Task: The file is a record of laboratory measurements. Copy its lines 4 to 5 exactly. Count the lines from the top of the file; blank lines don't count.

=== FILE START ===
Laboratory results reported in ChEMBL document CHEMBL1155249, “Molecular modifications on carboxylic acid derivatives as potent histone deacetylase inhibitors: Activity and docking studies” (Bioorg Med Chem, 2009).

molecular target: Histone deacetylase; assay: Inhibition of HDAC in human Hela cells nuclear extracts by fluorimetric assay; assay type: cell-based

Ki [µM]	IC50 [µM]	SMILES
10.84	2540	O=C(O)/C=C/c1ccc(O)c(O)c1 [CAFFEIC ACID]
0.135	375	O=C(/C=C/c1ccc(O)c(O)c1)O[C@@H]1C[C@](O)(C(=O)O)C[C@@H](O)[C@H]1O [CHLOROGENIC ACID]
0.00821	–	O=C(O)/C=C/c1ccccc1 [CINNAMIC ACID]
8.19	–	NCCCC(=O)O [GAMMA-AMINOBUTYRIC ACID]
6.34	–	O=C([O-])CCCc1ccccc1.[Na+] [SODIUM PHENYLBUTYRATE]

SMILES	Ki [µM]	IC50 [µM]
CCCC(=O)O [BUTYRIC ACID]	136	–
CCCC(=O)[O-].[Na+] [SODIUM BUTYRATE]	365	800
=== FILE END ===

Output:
10.84	2540	O=C(O)/C=C/c1ccc(O)c(O)c1 [CAFFEIC ACID]
0.135	375	O=C(/C=C/c1ccc(O)c(O)c1)O[C@@H]1C[C@](O)(C(=O)O)C[C@@H](O)[C@H]1O [CHLOROGENIC ACID]